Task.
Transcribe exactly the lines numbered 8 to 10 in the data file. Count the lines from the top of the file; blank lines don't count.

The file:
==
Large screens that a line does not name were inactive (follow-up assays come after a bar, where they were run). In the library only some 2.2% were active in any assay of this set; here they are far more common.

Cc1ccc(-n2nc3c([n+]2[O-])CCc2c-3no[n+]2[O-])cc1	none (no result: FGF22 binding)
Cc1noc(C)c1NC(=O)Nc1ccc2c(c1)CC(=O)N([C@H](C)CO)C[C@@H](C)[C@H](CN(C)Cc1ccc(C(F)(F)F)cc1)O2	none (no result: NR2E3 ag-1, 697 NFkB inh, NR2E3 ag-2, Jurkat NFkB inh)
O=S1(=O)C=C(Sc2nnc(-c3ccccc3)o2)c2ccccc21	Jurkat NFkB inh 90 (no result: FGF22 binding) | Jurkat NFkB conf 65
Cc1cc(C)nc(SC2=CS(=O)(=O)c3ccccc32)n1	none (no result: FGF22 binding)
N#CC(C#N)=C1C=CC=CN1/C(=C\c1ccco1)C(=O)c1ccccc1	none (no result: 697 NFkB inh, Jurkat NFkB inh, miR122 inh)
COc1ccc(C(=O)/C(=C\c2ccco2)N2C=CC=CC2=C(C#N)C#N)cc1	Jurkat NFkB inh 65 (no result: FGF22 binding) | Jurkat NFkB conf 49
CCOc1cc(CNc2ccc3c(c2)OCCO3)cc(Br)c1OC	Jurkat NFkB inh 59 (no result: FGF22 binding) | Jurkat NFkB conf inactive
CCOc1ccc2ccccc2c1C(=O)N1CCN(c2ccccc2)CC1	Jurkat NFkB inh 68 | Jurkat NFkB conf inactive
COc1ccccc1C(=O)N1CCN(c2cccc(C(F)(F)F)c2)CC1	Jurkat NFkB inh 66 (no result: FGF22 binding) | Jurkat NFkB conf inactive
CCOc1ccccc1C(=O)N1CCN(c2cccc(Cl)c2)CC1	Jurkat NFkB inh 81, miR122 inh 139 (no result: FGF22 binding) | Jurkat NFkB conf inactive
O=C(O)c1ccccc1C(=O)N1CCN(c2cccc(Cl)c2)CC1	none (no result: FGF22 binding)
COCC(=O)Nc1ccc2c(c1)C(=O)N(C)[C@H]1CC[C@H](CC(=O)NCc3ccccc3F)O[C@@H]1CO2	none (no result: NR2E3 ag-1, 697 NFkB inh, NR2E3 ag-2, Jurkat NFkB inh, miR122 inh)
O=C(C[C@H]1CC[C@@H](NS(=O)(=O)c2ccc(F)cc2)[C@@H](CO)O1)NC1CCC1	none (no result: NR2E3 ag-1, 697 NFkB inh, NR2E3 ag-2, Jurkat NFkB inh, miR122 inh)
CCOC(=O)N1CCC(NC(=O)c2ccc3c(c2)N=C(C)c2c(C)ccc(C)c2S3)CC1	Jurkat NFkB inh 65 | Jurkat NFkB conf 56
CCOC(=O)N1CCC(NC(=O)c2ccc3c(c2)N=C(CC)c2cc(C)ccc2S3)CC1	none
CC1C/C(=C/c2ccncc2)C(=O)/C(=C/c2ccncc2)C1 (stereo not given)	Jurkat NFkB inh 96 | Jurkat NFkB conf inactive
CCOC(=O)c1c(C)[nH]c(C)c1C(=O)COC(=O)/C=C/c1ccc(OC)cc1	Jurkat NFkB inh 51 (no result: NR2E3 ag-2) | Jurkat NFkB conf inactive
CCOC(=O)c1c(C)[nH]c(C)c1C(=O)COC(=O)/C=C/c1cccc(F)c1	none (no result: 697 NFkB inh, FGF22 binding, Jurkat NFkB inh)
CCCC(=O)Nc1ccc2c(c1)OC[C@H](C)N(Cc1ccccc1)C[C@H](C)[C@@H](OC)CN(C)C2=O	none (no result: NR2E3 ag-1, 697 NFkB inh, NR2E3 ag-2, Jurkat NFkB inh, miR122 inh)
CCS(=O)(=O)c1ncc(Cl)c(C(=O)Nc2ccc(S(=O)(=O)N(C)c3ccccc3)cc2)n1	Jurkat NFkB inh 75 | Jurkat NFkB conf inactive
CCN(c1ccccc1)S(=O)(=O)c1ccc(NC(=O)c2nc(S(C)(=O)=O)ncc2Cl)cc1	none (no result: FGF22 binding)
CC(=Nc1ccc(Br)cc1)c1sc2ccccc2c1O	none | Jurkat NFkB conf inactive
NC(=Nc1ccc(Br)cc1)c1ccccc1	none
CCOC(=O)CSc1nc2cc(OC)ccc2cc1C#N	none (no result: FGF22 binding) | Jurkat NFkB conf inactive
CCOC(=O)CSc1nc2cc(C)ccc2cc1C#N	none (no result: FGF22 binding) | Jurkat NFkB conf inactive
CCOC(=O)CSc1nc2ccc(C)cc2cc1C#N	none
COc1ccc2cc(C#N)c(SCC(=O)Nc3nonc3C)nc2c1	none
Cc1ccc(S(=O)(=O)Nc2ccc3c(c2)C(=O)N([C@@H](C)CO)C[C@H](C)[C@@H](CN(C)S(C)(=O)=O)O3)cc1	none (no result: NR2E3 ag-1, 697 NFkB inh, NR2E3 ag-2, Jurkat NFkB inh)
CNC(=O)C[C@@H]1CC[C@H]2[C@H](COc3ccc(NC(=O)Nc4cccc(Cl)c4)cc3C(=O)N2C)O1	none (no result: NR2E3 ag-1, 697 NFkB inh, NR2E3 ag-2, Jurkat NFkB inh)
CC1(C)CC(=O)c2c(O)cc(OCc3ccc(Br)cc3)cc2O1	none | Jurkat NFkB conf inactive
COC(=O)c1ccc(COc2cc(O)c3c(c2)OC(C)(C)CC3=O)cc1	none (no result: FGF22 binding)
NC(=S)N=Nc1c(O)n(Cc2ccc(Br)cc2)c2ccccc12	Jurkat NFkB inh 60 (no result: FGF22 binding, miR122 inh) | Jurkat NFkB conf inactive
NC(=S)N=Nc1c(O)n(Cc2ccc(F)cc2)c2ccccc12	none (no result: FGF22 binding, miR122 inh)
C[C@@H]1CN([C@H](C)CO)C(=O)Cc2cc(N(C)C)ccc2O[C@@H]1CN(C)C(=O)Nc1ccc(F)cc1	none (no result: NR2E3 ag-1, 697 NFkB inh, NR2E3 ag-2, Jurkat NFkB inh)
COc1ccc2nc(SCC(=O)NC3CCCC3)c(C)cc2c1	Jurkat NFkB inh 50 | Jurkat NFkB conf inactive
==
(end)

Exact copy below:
CCOc1cc(CNc2ccc3c(c2)OCCO3)cc(Br)c1OC	Jurkat NFkB inh 59 (no result: FGF22 binding) | Jurkat NFkB conf inactive
CCOc1ccc2ccccc2c1C(=O)N1CCN(c2ccccc2)CC1	Jurkat NFkB inh 68 | Jurkat NFkB conf inactive
COc1ccccc1C(=O)N1CCN(c2cccc(C(F)(F)F)c2)CC1	Jurkat NFkB inh 66 (no result: FGF22 binding) | Jurkat NFkB conf inactive